How can we forget that within the first couple months of bombing and “boots on the ground” in Iraq, Baathist insurgents moved in to grab 380 tons of high explosives from the Al Qa’Qaa bunker? It wasn’t like we didn’t know the risk. The International Atomic Energy Agency (IAEA) warned that terrorists might “help themselves to the greatest explosives bonanza in history.”

If the U.S. bombs the holy hell out of Syria’s chemical weapons supply, who will be there to secure the remains of those chemical weapons? It’s a realistic expectation that they will fall into the hands of radical factions of the Free Syrian Army affiliated with Al Qaeda.

Bashar al-Assad is a bona fide madman. Rather than deter him, a bombing campaign will likely provoke him to use more chemical weapons. The whole discussion of a military intervention is short-sighted. Bombing Syria is a proposition that will go sideways faster than Obama and his supporters in Congress think.

UPDATE:

The good news is that someone has thought through this scenario. The bad news is that to secure Syrian chemical weapons stockpiles–estimated at 1,000 tons–the U.S. would have to deploy 75,000 troops:

The potential of strategic US strikes in Syria has sparked fears Damascus’ chemical weapons could fall into the wrong hands if the government is toppled. A recent congressional report says 75,000 troops would be needed to safeguard the WMD caches.

The Congressional Research Center (CRS) report, issued just one day before the alleged August 21 chemical weapons attack in a Damascus suburb, was compiled with the aim of “responding to possible scenarios involving the use, change of hands, or loss of control of Syrian chemical weapons.”

That’s 150,000 “boots on the ground.”

50 Years Later, We Still Have a Dream

For the 50th anniversary of Dr. Martin Luther King’s “I Have A Dream” speech, the NYC Light Brigade, Veterans For Peace, Get Equal, and activists from across the country have illuminated the message: “We Have A Dream – Jobs Not War.”

We need a March on Washington for Jobs and Freedom every bit as much today as we did fifty years ago.

We_Have_A_Dream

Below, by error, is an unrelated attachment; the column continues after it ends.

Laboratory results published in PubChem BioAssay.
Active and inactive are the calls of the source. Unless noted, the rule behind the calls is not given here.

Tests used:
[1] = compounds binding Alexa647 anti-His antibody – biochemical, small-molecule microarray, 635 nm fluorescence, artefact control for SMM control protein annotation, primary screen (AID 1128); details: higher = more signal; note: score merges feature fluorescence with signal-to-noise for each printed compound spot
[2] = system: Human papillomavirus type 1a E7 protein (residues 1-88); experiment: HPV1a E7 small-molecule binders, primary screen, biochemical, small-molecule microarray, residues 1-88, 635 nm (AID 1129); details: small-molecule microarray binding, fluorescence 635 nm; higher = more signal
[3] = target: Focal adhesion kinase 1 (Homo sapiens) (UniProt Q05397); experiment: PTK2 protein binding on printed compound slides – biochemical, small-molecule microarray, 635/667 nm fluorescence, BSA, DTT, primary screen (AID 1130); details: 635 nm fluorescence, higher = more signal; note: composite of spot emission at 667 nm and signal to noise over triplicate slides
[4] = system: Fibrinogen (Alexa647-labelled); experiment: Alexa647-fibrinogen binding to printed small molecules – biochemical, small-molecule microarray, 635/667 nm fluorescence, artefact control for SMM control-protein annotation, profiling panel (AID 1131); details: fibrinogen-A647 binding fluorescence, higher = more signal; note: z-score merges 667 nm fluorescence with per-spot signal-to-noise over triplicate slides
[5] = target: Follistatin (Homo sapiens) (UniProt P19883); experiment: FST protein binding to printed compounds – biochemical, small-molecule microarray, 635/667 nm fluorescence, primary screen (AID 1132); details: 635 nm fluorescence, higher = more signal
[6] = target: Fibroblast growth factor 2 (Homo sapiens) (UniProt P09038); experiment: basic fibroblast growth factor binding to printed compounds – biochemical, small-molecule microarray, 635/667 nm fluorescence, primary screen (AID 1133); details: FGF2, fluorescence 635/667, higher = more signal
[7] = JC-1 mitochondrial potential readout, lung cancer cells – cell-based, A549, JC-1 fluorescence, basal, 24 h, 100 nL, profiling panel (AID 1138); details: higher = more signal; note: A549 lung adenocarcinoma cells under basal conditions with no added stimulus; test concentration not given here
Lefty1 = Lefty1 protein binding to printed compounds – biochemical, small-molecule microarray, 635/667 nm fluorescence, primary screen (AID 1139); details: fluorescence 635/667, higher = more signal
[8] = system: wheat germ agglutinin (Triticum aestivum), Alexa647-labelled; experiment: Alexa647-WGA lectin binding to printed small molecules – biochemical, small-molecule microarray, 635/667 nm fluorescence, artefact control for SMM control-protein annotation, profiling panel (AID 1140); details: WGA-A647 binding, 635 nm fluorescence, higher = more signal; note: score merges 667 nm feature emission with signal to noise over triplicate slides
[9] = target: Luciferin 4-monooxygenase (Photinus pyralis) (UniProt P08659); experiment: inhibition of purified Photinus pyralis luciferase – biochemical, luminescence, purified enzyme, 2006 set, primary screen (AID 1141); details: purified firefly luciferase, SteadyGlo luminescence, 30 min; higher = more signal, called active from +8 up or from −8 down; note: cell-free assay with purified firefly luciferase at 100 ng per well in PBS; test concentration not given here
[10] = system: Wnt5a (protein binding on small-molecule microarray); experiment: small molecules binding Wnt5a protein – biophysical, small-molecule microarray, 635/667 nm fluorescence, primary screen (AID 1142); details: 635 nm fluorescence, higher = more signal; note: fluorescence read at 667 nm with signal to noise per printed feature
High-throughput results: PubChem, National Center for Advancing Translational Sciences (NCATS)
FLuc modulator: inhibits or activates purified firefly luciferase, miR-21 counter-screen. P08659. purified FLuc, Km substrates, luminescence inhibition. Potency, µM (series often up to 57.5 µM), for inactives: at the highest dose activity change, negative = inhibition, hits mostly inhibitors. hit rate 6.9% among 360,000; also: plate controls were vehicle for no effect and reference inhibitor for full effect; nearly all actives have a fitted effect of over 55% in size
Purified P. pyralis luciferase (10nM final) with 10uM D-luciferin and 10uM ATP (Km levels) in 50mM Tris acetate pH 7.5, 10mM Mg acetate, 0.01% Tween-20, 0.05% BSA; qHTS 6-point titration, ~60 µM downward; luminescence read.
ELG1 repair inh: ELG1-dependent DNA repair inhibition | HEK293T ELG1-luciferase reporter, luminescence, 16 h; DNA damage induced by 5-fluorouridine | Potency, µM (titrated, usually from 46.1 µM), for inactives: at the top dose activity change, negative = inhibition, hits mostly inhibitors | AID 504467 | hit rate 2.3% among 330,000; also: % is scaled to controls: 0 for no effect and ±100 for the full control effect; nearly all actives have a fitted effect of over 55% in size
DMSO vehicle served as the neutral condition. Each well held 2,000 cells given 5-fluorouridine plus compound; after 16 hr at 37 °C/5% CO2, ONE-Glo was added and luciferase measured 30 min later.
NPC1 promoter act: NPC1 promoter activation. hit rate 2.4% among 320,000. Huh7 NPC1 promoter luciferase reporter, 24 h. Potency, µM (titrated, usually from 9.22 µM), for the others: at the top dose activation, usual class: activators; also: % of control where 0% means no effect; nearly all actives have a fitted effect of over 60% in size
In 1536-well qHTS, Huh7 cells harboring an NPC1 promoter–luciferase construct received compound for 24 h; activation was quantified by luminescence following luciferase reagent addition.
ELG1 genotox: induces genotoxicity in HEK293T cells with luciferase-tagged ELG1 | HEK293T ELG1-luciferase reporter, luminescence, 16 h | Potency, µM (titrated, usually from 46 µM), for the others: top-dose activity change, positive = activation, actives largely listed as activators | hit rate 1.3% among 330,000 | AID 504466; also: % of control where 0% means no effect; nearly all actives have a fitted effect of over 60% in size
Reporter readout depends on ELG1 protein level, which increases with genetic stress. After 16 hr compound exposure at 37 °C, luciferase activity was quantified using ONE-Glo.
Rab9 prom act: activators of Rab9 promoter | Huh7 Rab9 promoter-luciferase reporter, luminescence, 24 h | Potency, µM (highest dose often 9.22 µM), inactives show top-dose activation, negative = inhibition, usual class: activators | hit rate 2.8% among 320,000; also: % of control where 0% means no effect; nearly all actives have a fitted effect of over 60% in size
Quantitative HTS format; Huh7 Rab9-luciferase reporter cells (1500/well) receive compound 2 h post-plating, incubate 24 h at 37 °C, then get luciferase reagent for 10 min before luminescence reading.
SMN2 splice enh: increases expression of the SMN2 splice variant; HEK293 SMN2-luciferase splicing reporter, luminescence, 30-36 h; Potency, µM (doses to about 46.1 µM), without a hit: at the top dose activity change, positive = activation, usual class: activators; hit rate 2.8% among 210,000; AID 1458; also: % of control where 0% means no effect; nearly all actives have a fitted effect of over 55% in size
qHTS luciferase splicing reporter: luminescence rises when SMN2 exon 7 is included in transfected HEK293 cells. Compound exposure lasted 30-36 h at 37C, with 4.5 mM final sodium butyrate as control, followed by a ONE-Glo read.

Jobs_Not_War

Miranda case shows, anti-terrorism laws used against us, not terrorists

Journalist Glenn Greenwald’s partner, David Miranda, was held on August 19 for nine hours of questioning at London’s Heathrow Airport under Schedule 7 of the Terrorism Act. Although it was clear that Miranda posed no terrorist threat, his cell phone, laptop, game consoles and camera were confiscated. Under the UK’s controversial Terrorism Act, anyone can be detained for up to nine hours of questioning before they clear customs.

A spokesperson for the Guardian said, “We were dismayed that the partner of a Guardian journalist who has been writing about the security services was detained for nearly nine hours while passing through Heathrow airport. We are urgently seeking clarification from the British authorities.”

According to the UK’s Home Office, “The government and police have a duty to protect the public and our national security.”

Translation: “Protect the public,” “national security” and variation “keep you safe” is doublespeak for “we’re watching you.”

International Big Brother is usually more discreet, but the Snowden revelations have driven him out of the shadows. The security services of the US and our allies are driving us inexorably towards the dystopian society predicted in Orwell’s Nineteen Eighty-Four.

The rationale for anti-terrorism laws is public safety, a trade-off between protection and rights. Yet the anti-terrorism laws which empower security authorities are being abused. The NSA often violates even the secret regime of law established by the FISA Court. GCHQ used the Terrorism Act as a pretense to detain David Miranda at Heathrow. Glenn Greenwald calls it “a failed attempt at intimidation.”

Disregard for the law is not only a betrayal of trust and principle, it nullifies hundreds of years of struggle to secure our civil rights. And what’s more, it’s not keeping us safe either.

In reality, protection and surveillance have little to do with each other. In the military, we learned that there is a difference between guarding and surveilling. Guarding is providing that no harm will come to who or whatever you’re protecting. Surveilling is watching, observing and recording.

The NSA and GCHQ maintain that surveillance is a tool to protect the people from terrorists, when in fact they watch the people like we are the enemy. The laws that our government has put into place serve more to shield itself from public scrutiny than to protect the public.

The question is, when will we recognize that laws disguised as protection from terrorists are actually being used to surveil, gather unlimited information and track us? Lost rights can’t be regained when those in power believe no one is willing to fight for them.